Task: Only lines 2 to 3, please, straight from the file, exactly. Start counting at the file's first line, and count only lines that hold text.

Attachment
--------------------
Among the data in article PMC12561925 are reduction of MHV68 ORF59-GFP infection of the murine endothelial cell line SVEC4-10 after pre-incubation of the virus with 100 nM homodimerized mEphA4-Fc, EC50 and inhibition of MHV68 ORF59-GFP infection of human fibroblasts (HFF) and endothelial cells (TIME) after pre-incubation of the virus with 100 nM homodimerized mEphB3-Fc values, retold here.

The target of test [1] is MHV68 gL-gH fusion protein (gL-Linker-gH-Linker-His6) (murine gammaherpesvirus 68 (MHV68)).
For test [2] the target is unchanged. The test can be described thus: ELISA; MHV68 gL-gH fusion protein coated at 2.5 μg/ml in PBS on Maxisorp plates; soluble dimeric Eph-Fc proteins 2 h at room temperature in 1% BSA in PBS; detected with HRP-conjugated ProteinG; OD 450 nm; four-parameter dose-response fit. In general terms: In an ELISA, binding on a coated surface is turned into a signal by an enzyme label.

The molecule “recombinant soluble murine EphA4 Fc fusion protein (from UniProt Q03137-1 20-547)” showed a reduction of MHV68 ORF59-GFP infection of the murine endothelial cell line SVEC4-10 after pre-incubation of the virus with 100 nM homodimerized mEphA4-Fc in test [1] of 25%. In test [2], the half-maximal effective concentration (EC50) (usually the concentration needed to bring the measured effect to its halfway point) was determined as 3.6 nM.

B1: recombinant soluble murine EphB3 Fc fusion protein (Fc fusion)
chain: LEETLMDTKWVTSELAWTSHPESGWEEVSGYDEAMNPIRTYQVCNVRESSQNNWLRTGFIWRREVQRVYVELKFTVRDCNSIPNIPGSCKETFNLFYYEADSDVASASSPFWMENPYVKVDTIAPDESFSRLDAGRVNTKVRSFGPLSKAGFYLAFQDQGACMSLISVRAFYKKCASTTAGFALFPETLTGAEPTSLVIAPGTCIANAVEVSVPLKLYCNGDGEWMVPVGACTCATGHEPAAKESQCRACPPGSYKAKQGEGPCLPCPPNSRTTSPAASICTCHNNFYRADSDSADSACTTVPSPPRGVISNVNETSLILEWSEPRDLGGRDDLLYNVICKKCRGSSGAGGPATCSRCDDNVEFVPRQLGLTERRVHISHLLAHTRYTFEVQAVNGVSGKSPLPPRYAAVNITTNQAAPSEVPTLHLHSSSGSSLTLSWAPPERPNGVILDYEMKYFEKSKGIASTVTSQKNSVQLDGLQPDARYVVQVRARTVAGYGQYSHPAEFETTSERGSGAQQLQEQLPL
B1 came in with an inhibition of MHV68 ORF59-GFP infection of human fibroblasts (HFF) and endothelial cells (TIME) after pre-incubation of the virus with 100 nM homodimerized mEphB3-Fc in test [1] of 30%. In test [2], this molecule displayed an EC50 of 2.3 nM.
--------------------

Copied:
The target of test [1] is MHV68 gL-gH fusion protein (gL-Linker-gH-Linker-His6) (murine gammaherpesvirus 68 (MHV68)).
For test [2] the target is unchanged. The test can be described thus: ELISA; MHV68 gL-gH fusion protein coated at 2.5 μg/ml in PBS on Maxisorp plates; soluble dimeric Eph-Fc proteins 2 h at room temperature in 1% BSA in PBS; detected with HRP-conjugated ProteinG; OD 450 nm; four-parameter dose-response fit. In general terms: In an ELISA, binding on a coated surface is turned into a signal by an enzyme label.